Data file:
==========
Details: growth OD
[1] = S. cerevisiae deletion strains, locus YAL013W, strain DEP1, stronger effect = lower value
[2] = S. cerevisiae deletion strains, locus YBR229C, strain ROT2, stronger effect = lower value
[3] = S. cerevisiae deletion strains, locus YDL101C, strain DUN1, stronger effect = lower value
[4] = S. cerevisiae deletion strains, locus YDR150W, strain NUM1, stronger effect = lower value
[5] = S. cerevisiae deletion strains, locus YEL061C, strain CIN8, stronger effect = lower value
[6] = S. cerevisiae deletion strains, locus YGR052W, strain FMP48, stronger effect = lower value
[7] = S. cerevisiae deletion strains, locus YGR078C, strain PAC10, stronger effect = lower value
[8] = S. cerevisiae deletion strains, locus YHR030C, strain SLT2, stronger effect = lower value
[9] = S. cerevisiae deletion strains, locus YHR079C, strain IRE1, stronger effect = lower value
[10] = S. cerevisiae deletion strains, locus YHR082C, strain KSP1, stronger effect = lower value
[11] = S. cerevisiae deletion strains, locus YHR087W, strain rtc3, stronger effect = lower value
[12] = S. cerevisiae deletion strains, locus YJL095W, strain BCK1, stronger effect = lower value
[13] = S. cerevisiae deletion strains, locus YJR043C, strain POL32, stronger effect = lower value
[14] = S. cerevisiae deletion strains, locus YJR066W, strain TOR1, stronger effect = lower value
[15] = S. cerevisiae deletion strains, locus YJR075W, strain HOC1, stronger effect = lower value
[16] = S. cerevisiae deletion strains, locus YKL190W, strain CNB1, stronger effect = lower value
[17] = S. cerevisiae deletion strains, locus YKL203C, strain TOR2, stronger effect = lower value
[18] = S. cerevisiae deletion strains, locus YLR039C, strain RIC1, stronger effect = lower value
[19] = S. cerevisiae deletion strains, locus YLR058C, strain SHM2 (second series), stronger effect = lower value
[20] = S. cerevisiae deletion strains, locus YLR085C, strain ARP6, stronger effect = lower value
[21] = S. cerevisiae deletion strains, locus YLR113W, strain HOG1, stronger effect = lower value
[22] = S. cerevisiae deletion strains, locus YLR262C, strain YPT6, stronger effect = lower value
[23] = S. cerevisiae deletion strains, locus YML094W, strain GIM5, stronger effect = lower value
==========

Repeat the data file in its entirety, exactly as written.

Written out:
Details: growth OD
[1] = S. cerevisiae deletion strains, locus YAL013W, strain DEP1, stronger effect = lower value
[2] = S. cerevisiae deletion strains, locus YBR229C, strain ROT2, stronger effect = lower value
[3] = S. cerevisiae deletion strains, locus YDL101C, strain DUN1, stronger effect = lower value
[4] = S. cerevisiae deletion strains, locus YDR150W, strain NUM1, stronger effect = lower value
[5] = S. cerevisiae deletion strains, locus YEL061C, strain CIN8, stronger effect = lower value
[6] = S. cerevisiae deletion strains, locus YGR052W, strain FMP48, stronger effect = lower value
[7] = S. cerevisiae deletion strains, locus YGR078C, strain PAC10, stronger effect = lower value
[8] = S. cerevisiae deletion strains, locus YHR030C, strain SLT2, stronger effect = lower value
[9] = S. cerevisiae deletion strains, locus YHR079C, strain IRE1, stronger effect = lower value
[10] = S. cerevisiae deletion strains, locus YHR082C, strain KSP1, stronger effect = lower value
[11] = S. cerevisiae deletion strains, locus YHR087W, strain rtc3, stronger effect = lower value
[12] = S. cerevisiae deletion strains, locus YJL095W, strain BCK1, stronger effect = lower value
[13] = S. cerevisiae deletion strains, locus YJR043C, strain POL32, stronger effect = lower value
[14] = S. cerevisiae deletion strains, locus YJR066W, strain TOR1, stronger effect = lower value
[15] = S. cerevisiae deletion strains, locus YJR075W, strain HOC1, stronger effect = lower value
[16] = S. cerevisiae deletion strains, locus YKL190W, strain CNB1, stronger effect = lower value
[17] = S. cerevisiae deletion strains, locus YKL203C, strain TOR2, stronger effect = lower value
[18] = S. cerevisiae deletion strains, locus YLR039C, strain RIC1, stronger effect = lower value
[19] = S. cerevisiae deletion strains, locus YLR058C, strain SHM2 (second series), stronger effect = lower value
[20] = S. cerevisiae deletion strains, locus YLR085C, strain ARP6, stronger effect = lower value
[21] = S. cerevisiae deletion strains, locus YLR113W, strain HOG1, stronger effect = lower value
[22] = S. cerevisiae deletion strains, locus YLR262C, strain YPT6, stronger effect = lower value
[23] = S. cerevisiae deletion strains, locus YML094W, strain GIM5, stronger effect = lower value